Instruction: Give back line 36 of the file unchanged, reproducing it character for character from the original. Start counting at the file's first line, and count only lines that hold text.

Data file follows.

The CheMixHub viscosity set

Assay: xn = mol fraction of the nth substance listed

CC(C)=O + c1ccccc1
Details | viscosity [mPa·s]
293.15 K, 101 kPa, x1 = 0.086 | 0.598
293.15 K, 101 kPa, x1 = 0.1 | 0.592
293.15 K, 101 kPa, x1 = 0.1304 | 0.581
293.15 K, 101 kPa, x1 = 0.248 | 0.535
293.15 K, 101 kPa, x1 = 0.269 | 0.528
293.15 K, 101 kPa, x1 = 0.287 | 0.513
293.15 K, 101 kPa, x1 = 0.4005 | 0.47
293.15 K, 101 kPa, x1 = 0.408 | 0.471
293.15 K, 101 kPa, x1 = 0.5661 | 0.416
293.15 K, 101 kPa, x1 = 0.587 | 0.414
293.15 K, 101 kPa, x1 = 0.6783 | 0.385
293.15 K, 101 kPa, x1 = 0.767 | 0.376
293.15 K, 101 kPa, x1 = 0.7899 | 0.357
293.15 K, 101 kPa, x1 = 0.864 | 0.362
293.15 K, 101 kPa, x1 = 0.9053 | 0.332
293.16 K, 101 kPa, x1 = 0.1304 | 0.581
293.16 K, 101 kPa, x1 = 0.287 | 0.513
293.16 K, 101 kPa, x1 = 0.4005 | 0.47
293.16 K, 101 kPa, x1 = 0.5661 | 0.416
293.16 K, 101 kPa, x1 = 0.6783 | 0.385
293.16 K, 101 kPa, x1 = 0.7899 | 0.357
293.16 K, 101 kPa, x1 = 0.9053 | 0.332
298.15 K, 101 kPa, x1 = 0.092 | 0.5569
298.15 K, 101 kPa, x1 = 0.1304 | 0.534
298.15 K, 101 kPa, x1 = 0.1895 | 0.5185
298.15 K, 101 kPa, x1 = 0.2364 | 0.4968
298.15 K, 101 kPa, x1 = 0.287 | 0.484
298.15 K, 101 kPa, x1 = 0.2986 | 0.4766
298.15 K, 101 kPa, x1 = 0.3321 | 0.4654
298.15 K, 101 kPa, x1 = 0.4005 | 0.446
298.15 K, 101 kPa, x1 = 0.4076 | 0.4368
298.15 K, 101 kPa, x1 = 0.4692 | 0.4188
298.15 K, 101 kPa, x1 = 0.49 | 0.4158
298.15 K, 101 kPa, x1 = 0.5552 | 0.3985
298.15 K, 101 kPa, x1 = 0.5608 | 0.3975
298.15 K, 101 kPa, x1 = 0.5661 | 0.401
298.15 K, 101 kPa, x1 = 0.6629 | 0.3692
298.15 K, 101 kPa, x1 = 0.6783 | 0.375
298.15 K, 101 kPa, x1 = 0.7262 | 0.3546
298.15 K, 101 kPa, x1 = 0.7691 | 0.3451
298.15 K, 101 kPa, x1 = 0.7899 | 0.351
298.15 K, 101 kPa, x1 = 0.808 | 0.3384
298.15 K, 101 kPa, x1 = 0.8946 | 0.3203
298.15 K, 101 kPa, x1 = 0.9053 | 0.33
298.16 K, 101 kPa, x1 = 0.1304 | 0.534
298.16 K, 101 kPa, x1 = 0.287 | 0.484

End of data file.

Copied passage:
298.15 K, 101 kPa, x1 = 0.4692 | 0.4188